The world is turned on its head: In the prosperity and wealth of Ahab’s Kingdom, what should have been God’s people are behaving like ravens, they have become thieves and robbers. In the wilderness outside where there is nothing to eat or drink, ravens are providing God’s prophet with all he needs to keep himself alive.

1 Kings 17: 8-16.

The widow: She is at the end of her tether. She is gathering wood for her last meal. She is ready to die and she most probably looked the part.

How dare Elijah go up to her and ask for water and even food?

And how does she, ready to die and probably feeling extremely desperate and distressed bring herself to be nice to Elijah, get him water and share some of the very last bread she will be able to bake with him?

It is this sharing I feel that is really the heart of the story. Where Ahab the king does not serve the Lord and turns his world and the world of those who are entrusted to his care into a wilderness, a widow, and a foreigner, a single mother in desperate circumstances changes her world into an oasis by sharing where there is nothing to share.

The food doesn’t run out where selfless love and sharing take over from greed and anxiety about ones own survival. Let us just think about that for a moment.

1 Kings 17: 16-24.
Now what to do with this part of the story?
Instead of dwelling on what could be the first reported instance of mouth to mouth I think we should concentrate on the message this part of the story seeks to convey.

The son of the widow dies. The life giving community she and Elijah have established by sharing and caring for each other proves incapable to keep the wilderness at bay and death from their door.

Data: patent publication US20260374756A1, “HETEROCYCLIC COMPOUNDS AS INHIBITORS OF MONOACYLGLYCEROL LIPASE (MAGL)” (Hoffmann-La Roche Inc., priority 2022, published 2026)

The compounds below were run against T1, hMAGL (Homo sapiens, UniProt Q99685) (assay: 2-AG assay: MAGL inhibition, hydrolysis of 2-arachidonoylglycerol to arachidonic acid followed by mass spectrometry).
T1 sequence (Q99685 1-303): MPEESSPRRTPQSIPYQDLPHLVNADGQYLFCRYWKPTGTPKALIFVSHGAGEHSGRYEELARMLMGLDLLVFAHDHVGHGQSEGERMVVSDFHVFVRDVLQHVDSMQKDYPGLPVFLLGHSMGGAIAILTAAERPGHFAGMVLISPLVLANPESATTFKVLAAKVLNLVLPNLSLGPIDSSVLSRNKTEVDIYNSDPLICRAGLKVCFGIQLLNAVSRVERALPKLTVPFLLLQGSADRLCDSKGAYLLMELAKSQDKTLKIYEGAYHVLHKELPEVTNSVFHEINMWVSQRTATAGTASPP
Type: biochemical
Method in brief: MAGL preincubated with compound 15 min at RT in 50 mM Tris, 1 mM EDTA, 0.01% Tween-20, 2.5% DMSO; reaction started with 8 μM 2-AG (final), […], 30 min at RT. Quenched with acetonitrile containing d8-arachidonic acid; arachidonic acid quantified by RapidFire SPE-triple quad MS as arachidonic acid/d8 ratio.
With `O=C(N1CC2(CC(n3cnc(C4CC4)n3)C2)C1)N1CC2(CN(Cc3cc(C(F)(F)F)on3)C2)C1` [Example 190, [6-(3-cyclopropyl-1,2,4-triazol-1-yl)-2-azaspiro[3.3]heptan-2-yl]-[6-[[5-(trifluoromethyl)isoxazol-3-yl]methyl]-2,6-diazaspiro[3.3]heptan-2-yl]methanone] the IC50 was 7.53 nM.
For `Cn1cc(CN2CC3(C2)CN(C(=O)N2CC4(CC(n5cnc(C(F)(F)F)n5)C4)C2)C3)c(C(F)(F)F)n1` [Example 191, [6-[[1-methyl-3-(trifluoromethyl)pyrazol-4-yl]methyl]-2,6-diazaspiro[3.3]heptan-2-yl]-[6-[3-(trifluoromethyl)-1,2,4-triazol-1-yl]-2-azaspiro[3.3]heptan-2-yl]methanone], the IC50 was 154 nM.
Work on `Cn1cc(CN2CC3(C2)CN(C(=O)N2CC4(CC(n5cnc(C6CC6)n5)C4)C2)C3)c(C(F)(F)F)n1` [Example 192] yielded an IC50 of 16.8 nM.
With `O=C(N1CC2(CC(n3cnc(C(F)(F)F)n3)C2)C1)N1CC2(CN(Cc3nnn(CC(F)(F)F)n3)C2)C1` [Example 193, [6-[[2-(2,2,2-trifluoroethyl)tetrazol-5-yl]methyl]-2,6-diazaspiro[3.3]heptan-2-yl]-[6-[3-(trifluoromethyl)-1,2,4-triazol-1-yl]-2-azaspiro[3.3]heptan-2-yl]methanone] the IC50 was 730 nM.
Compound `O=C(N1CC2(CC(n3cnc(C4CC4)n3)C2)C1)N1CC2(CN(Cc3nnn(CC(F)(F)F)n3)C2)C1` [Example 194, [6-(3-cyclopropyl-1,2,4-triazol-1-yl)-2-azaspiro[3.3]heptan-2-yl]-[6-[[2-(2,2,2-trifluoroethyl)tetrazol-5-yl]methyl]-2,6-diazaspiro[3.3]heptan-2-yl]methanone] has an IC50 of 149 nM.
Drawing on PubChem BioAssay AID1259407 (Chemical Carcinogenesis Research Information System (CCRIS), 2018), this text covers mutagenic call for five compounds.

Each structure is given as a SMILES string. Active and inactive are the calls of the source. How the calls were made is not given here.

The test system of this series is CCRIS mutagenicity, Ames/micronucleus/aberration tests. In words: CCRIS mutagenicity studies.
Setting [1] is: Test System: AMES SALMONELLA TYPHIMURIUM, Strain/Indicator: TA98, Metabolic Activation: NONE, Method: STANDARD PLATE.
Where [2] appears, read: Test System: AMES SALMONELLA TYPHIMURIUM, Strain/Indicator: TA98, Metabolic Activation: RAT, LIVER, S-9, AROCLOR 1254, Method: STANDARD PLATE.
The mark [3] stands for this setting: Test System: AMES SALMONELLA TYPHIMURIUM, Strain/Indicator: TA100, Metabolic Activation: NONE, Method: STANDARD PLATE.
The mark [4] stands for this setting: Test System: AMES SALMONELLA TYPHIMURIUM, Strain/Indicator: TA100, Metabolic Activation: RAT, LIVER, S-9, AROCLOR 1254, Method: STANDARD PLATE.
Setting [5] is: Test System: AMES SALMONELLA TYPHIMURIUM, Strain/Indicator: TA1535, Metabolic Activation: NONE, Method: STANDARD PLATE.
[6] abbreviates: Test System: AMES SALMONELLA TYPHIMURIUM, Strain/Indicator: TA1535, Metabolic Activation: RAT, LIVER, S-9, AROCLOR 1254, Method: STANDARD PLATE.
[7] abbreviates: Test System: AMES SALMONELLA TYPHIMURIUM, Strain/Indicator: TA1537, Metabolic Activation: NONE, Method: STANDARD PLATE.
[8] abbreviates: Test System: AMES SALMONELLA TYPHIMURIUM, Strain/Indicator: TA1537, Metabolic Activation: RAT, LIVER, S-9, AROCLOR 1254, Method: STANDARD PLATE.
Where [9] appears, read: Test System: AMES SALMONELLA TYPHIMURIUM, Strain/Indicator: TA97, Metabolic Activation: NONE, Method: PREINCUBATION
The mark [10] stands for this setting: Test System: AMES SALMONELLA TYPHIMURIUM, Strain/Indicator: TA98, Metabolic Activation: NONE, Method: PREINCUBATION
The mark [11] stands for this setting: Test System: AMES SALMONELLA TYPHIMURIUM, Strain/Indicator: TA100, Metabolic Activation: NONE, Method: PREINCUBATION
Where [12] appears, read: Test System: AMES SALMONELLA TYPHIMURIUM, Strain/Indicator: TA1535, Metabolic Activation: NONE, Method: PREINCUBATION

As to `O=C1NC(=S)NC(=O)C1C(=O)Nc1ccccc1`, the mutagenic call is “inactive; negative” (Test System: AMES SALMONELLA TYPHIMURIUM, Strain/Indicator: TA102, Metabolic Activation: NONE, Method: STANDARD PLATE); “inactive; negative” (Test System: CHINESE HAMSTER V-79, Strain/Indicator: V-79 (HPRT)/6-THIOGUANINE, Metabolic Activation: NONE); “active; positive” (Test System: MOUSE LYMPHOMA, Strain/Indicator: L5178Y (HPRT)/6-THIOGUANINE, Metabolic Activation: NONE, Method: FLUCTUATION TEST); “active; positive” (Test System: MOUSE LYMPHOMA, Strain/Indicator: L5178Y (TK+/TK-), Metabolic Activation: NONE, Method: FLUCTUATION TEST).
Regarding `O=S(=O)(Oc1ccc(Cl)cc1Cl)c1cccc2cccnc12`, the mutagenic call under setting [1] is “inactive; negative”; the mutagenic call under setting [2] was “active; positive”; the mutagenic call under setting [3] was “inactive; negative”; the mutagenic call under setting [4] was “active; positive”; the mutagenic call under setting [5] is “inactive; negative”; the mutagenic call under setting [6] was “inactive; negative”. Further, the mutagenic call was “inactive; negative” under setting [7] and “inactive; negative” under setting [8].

Elijah confronts God, he is livid! OK he says, you sent me to Ahab and I told him his world would turn into a wilderness if he kept going the way he was, but this poor widow hasn’t done anything wrong and now it is her son that is killed. This is just not fair! You can’t do this.

The point at issue here is not if Elijah could bring someone back to life, that, although it may be an intriguing question is of no real importance at all. The really important question is if, where sharing and caring has brought about an oasis of kingdom living in the middle of the wilderness, God will let death still have the last word.

Remember when mouth to mouth happened before in the Bible?

It is in Genesis two where God breathes his own breath into lifeless clay and gives life to Adam. What Elijah challenges God to show is that he is still the creator, is still creating, even where death seems to be winning hand over fist and the wilderness is proving hard to keep out. Even from those places where God is worshipped and his commandments guide life. With the resurrection of the son hope, faith and the trust that somehow in this wilderness God will breathe life into creation again is resurrected and the assurance given that no matter how bad it will get, wilderness and death will never have the last word. Amen.

© Rev. Anneke Oppewal, 2006